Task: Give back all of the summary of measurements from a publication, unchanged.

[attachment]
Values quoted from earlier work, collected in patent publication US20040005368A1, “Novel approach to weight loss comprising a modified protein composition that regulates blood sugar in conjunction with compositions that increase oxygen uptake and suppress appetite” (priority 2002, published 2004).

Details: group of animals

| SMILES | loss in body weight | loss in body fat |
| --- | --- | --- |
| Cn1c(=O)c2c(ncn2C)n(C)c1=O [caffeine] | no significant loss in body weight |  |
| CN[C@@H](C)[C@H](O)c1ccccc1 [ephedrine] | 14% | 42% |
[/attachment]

Values quoted from earlier work, collected in patent publication US20040005368A1, “Novel approach to weight loss comprising a modified protein composition that regulates blood sugar in conjunction with compositions that increase oxygen uptake and suppress appetite” (priority 2002, published 2004).

Details: group of animals

| SMILES | loss in body weight | loss in body fat |
| --- | --- | --- |
| Cn1c(=O)c2c(ncn2C)n(C)c1=O [caffeine] | no significant loss in body weight |  |
| CN[C@@H](C)[C@H](O)c1ccccc1 [ephedrine] | 14% | 42% |